International companies exposed to Russia


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LONDON — International companies with exposure to Russia are taking steps to comply with sweeping Western sanctions following Moscow’s invasion of Ukraine.

Here is a list of some of the companies exposed to Russia, which calls its actions in Ukraine a “special operation”:



The private plane lessor has less than 20 planes in Russia and one or two in Ukraine, out of a total of more than 550 planes, its chief executive said last week.


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The lessor said on Monday that most leases to Russian airlines should now be terminated by March 28. It has 18 planes representing 4.5% of its Russia-based owned fleet, placed with Aeroflot subsidiary Pobeda as well as Ural Airlines, S7 Airlines and AirBridgeCargo Airlines, BOC said. In addition, it has another aircraft in its fleet managed on lease with Rossiya Airlines.


The company employs about 4,500 people at its JTI offices and factories in Russia, and its tax payments in 2020 accounted for 1.4% of the Russian Federation’s state budget, the company said on its website. The former tobacco monopoly depends on the Commonwealth of Independent States, including Russia and Belarus, for about a fifth of its profits.

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The Japanese trading house has four offices in Russia, where it sells tires for mining equipment and runs a health check center.


The company distributes Mitsubishi Motor vehicles through some 141 dealerships in Russia and has a stake in the Sakhalin II oil and gas development project which supplies Japan with liquefied natural gas (LNG) and trades in coal, aluminum, nickel, coal, methanol, plastics and other materials. . It also supplies power plant equipment and other machinery to Russia.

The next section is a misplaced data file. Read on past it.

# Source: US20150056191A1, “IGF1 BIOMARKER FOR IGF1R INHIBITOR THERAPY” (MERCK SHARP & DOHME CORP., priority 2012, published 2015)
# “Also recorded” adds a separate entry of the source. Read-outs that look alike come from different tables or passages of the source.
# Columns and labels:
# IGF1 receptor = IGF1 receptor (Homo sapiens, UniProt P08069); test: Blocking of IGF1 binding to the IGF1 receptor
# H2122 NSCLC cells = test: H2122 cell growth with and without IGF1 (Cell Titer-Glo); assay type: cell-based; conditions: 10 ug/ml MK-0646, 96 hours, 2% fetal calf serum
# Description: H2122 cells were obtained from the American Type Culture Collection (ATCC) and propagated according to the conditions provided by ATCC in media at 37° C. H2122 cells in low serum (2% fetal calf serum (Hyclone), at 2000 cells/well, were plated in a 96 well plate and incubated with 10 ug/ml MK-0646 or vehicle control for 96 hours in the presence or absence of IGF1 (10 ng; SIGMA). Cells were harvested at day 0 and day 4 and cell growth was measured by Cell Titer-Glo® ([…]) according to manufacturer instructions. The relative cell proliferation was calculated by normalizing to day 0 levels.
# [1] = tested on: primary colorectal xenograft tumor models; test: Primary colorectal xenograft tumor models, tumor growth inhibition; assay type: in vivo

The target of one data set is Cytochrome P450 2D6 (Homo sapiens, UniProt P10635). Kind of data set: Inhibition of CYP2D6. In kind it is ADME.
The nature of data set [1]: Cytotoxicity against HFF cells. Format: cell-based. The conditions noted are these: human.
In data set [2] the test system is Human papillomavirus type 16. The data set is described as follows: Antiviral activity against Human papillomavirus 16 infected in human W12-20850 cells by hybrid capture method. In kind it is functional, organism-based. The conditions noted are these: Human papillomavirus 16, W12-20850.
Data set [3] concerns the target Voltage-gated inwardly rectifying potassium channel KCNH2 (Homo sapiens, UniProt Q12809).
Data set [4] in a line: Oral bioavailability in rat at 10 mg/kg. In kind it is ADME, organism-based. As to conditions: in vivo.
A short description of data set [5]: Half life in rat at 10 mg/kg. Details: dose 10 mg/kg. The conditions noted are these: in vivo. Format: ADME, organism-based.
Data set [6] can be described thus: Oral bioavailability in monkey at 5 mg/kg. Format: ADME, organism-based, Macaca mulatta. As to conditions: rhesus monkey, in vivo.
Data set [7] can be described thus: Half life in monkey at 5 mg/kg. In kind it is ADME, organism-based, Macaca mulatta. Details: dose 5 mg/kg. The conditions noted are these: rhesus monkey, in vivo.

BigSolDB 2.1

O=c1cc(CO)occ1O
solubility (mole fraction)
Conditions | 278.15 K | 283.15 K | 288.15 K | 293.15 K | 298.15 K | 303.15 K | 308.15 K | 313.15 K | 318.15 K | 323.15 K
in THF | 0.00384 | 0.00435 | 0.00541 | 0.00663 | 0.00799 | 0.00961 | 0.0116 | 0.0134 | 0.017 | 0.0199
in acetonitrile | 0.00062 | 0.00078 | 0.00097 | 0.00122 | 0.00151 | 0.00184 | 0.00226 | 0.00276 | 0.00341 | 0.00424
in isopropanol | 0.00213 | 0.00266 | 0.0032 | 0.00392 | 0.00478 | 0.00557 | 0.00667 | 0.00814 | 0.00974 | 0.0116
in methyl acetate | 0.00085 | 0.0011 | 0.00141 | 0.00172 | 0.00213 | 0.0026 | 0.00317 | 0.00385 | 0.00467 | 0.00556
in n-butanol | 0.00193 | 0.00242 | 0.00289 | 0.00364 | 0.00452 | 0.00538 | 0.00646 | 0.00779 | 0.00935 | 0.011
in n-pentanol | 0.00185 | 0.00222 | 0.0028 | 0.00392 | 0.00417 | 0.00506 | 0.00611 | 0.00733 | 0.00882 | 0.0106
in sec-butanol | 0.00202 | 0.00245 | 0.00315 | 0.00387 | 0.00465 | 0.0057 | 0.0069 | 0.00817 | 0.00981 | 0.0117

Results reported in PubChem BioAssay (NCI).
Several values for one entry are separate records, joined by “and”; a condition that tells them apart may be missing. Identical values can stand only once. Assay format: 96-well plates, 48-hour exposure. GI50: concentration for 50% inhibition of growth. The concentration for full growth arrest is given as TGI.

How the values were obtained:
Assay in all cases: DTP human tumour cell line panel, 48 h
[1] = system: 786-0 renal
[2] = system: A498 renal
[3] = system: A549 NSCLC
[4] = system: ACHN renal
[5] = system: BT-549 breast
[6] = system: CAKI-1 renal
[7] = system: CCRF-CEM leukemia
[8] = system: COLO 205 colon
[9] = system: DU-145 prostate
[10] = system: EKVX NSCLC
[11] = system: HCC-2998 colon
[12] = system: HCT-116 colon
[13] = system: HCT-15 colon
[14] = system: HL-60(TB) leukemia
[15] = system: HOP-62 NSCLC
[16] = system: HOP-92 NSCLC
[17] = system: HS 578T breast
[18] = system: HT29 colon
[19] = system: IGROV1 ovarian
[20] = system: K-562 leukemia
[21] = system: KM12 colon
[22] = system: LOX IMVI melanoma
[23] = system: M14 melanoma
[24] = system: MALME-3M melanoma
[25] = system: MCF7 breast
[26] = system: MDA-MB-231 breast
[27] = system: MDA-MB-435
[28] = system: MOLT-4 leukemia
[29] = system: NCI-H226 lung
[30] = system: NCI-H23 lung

SBI Bank, established nearly three decades ago, provides business services and loans to Japanese companies expanding their business in Russia.


The company’s plant in St. Petersburg, Russia, manufactures Camry and RAV4 vehicles, and it has a sales office in Moscow. It has approximately 2,600 employees, including 26 Japanese nationals, at these sites.

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The world’s largest leasing company announced on Monday that it would cease leasing activities with Russian airlines. It has the largest industry exposure to Russia and Ukraine with 152 aircraft, according to consultancy IBA. AerCap said that in net book value, 5% of its fleet was leased in Russia as of December 31.


The German chemicals maker co-owns Wintershall Dea – one of the backers of the suspended Nord Stream 2 gas pipeline – along with Russian billionaire Mikhail Fridman’s LetterOne investor group. BASF also claims to generate 1% of group sales in Russia.


The British oil major, which is the biggest foreign investor in Russia, said on Sunday it planned to shed its 19.75% stake in oil giant Rosneft following Russia’s invasion of Ukraine, marking the brutal and costly end of 30 sometimes difficult years. operating in the oil-rich country. It also has stakes in several other oil and gas projects in Russia.

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The London-listed company bottles Coke for Russia, Ukraine and much of Central and Eastern Europe. It counts Russia among its largest markets and employs 7,000 people there.


The French yogurt maker controls the Russian dairy brand Prostokvanhino and makes 6% of the country’s total sales.


The French gas utility is one of five co-financiers of Gazprom’s Nord Stream 2 and has a stake in the Nord Stream 1 operating gas pipeline along with Wintershall Dea, E.ON and Gasunie.


The Italian company and Gazprom each own 50% of the Blue Stream gas pipeline to Turkey.


The Norwegian company, which holds minority stakes in three Russian oil fields, announced on Monday that it would begin to divest its joint ventures in Russia.

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– The Norwegian sovereign wealth fund, the largest in the world, will also sell its Russian assets, worth about 25 billion Norwegian kroner (2.80 billion dollars).